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SNCF: according to INSEE, train ticket prices have increased


“Dsorry mum, another weekend i won’t be able to visit you. “ This tweet, written by César Bouvet – ecologist at the town hall of Paris – on May 22, is probably one of the many rants against the train ticket prices applied by the SNCF in recent months. Indeed, many Internet users have complained about the increase in prices since the lifting of the last government restrictions linked to Covid-19. In particular – even if it has always been so – when the journey is only planned a short time in advance…

A very widely shared state of affairs or feeling, which, according to numerous testimonies on the Web, prevents many people from finding their loved ones, especially on this Ascension weekend. The SNCF tried to explain itself, saying that prices had fallen compared to 2019, but, according to data from Insee, which reports Le Figaroprices have gone up.

According to INSEE, between April 2021 and April 2022, train ticket prices experienced a real boom, increasing by 14.6% on average. Between January and April of this year, INSEE even calculates an increase of 15.3%.

Over 10,000 queries listed

To achieve these results, the National Institute of Statistics and Economic Studies collected data on the Internet by listing four “previous purchases”, is explained in the study methodology. Thus were observed the prices in force when the ticket is purchased 2 days, 10 days, 30 days and finally 60 days before the trip. More than 10,000 requests have been compiled in this way.

INSEE also specified to Release that from one year to another, there could be more or fewer reduction card holders. “The profiles with and without a card do not have the same weight in the calculation. This parameter was therefore taken into account in the study, like the low-cost offers of the Ouigo type. And yet this did not allow INSEE to come to the same conclusion as the SNCF: namely that prices have fallen.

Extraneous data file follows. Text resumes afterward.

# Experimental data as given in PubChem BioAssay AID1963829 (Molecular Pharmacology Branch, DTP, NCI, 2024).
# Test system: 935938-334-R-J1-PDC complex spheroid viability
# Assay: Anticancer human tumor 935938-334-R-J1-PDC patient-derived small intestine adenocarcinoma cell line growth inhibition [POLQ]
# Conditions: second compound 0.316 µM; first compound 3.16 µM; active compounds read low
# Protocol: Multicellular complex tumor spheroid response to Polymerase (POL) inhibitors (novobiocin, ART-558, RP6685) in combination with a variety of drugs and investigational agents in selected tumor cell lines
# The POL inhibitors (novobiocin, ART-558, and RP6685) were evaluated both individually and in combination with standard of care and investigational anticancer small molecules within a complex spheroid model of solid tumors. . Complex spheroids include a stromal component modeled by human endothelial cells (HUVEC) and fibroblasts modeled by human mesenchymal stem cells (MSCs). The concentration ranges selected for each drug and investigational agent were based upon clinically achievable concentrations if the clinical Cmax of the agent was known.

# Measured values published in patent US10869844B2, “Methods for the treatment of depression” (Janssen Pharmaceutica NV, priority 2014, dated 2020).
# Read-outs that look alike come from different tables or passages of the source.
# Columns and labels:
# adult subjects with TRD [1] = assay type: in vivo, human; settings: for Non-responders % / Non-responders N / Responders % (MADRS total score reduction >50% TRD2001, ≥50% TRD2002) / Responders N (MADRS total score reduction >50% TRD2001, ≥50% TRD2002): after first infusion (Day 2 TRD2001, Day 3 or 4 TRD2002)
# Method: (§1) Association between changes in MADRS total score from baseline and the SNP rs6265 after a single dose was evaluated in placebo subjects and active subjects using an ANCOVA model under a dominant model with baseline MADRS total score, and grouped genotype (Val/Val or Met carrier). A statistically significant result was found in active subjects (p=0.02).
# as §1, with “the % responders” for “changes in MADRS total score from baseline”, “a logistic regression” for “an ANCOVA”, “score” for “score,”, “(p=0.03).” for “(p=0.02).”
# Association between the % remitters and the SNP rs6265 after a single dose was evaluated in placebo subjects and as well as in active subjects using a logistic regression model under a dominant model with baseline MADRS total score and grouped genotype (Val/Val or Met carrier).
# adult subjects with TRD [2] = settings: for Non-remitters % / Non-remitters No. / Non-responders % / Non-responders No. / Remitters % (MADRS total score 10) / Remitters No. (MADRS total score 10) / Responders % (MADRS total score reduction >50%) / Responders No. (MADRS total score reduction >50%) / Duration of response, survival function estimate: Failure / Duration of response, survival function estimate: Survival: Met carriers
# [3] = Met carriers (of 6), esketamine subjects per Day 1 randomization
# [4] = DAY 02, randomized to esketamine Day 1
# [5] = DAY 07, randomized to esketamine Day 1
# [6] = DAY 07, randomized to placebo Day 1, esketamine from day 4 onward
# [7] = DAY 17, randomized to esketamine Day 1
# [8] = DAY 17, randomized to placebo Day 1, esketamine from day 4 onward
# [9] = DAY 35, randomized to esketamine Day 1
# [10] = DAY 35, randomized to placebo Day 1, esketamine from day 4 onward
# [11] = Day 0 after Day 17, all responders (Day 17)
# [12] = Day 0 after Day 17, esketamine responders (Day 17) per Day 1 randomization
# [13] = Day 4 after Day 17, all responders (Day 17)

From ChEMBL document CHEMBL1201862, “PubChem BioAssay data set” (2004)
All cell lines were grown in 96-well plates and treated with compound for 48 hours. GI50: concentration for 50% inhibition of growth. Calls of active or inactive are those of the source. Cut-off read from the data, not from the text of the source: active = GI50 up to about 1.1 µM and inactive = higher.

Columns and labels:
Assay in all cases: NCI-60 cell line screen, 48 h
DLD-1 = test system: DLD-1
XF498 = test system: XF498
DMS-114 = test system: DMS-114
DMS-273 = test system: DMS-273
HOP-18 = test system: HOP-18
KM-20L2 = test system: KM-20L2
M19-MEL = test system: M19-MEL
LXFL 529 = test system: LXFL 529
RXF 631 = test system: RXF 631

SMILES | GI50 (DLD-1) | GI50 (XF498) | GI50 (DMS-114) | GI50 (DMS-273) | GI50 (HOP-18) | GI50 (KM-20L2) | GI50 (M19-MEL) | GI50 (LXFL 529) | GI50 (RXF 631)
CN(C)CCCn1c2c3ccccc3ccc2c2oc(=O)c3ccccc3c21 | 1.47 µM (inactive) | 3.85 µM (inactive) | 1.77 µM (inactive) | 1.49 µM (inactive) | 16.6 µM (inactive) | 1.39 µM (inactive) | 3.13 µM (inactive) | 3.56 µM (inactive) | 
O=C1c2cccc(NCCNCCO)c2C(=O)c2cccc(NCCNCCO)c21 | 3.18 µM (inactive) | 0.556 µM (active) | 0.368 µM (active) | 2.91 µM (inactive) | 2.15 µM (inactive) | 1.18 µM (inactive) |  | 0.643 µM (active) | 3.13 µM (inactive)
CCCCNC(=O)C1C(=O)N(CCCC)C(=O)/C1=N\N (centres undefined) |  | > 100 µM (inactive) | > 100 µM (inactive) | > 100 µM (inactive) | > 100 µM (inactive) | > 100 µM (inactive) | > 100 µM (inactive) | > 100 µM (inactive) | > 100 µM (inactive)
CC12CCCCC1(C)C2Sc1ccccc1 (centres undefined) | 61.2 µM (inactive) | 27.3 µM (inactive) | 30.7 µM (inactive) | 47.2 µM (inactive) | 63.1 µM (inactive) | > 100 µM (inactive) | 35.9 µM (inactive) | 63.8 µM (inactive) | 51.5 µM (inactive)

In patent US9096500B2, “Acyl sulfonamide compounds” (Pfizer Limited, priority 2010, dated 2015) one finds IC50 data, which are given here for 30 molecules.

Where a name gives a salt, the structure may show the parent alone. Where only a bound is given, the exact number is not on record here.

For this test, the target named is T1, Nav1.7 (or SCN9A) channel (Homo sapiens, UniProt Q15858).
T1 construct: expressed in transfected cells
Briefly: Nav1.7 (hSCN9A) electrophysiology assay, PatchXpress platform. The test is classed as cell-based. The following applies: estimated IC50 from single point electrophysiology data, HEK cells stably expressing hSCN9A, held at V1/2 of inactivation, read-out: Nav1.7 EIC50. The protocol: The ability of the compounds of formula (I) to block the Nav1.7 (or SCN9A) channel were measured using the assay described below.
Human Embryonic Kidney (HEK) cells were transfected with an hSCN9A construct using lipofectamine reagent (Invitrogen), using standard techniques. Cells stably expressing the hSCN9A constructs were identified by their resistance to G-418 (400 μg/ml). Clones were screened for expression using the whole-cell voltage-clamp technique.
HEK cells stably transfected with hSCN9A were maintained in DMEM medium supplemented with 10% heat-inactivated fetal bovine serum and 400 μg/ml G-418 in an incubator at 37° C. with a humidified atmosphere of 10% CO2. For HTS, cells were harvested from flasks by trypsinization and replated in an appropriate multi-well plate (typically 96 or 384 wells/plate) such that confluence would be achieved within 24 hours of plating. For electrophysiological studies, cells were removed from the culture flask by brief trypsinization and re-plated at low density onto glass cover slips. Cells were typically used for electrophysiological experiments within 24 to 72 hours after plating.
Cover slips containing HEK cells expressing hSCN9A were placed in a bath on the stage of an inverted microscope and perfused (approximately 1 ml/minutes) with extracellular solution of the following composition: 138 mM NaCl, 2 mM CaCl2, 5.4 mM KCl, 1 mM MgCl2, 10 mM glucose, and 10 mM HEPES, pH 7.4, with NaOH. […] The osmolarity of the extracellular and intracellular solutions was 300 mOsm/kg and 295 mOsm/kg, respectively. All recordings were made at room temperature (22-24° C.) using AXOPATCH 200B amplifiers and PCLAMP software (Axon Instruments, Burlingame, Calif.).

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SNCF and INSEE do not actually arrive at the same result, because the two entities do not take the same year of comparison. INSEE has made its calculations for 2022 compared to 2021, while the railway company ensures that the difference with 2019 must be calculated, before the health and economic crisis.

“Average prices have fallen by 7%”

“In 2021, there were a lot fewer people on the trains and the proportion of reduced prices was higher, which lowered the average”, explained Jean-Pierre Farandou, CEO of SNCF, during a conference. Press.

“We respect the INSEE figures, of course, but the good year for comparison with 2022 is 2019”, he insisted. “And there, the average prices have objectively fallen by 7%! ” Who is right ? Who’s wrong ? The daily rumble of Internet users on social networks today seems to give INSEE the point…


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